- The Washington Times - Thursday, October 10, 2002


FBI agents illegally videotaped suspects, intercepted e-mail without court permission and recorded the wrong phone conversations during sensitive terrorism and espionage investigations, according to an internal memorandum detailing serious lapses inside the FBI more than a year before the September 11 attacks.

The blunders roughly 15 over the first three months of 2000 were never made public but caught the attention of the "highest levels of management" inside the FBI, said the memo written by senior bureau lawyers and obtained by the Associated Press.

Lawmakers reviewing FBI missteps preceding the terror attacks expressed surprise yesterday at the extent of errors detailed in the memo, which focused on sensitive cases requiring warrants under the Foreign Intelligence Surveillance Act (FISA).

The mistakes extend beyond those criticized in a rare public decision this past summer by the secretive U.S. court that oversees the surveillance warrants. That court admonished the FBI for providing inaccurate information in warrant applications.

The April 2000 memo marked "immediate" and classified as "secret" describes different problems from those cited by the court. It describes agents conducting unauthorized searches, writing warrants with wrong addresses and allowing "overruns" of electronic surveillance operations beyond their legal deadline.

"The level of incompetence here is egregious," said Rep. Bill Delahunt, Massachusetts Democrat and a member of the House Judiciary Committee, who obtained the memo from the FBI and provided it to AP.

Said Senate Judiciary Committee Chairman Patrick J. Leahy, Vermont Democrat: "Honest mistakes happen in law enforcement, but the extent, variety and seriousness of the violations recounted in this FBI memo show again that the secret FISA process breeds sloppiness unless there's adequate oversight."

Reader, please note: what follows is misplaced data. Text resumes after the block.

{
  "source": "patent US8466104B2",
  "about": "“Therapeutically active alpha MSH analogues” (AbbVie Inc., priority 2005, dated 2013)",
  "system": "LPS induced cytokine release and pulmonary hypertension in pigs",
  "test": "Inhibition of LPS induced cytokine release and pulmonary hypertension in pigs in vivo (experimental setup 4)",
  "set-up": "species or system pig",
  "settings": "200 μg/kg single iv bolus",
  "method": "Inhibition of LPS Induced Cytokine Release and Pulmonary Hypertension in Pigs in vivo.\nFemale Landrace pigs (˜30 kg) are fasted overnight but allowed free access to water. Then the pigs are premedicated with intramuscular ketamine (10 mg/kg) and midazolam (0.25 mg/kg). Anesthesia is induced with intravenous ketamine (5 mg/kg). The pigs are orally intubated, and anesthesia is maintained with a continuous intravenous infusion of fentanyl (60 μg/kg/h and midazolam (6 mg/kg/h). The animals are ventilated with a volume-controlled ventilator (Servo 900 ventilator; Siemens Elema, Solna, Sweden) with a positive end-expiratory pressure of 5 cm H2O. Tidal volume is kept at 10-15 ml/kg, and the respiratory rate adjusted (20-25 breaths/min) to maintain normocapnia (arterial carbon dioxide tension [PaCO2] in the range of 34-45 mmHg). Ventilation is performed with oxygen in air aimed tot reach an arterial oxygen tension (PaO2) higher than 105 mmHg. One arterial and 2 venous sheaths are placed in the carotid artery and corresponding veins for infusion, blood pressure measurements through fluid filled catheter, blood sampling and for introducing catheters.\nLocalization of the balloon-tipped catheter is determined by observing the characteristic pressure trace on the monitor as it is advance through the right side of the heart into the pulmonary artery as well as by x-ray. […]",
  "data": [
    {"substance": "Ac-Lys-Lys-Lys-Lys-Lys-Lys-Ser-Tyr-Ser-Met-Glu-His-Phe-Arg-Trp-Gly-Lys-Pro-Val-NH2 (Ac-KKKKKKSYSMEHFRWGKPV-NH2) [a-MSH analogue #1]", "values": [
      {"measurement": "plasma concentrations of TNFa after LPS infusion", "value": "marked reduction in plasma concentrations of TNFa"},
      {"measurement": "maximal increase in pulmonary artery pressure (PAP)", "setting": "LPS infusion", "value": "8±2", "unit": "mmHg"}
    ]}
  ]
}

The FBI's deputy general counsel, whose office approves requests for national security warrants, acknowledged yesterday the mistakes led to broad concern inside his agency long before Congress began investigating whether the bureau missed signs leading up to the September 11 attacks.

"There's always going to be mistakes," said M.E. "Spike" Bowman. "We looked at those incidents very, very hard. We found no common thread. A lot of it was inattention to detail."

These warrants are among the most powerful tools in the U.S. anti-terrorism arsenal, permitting secret searches and wiretaps for up to one year without ever notifying the target of the investigation.

The court approved 1,012 such warrants in 2000.

Mr. Bowman said the FBI's Office of Professional Responsibility investigated the problems.

No FBI agent lost his or her job as a result of the internal inquiry, Mr. Bowman said, and the FBI has not had the same number of mistakes since.

It averages now about 10 mistakes a year in such cases, he said.

The FBI also notified the U.S. court about the warrant problems and the response from judges was "a lot of head scratching over how this could happen," Mr. Bowman said.

"It's important to understand that government doesn't abuse these secret authorities we get," Mr. Bowman said.

The FBI has never detected an agent intentionally violating a special surveillance warrant, he added.

Lawmakers approved changes last year under the USA Patriot Act giving new powers to use these special terrorism and espionage warrants. But some lawmakers have since complained they were not adequately informed of problems under the old rules.

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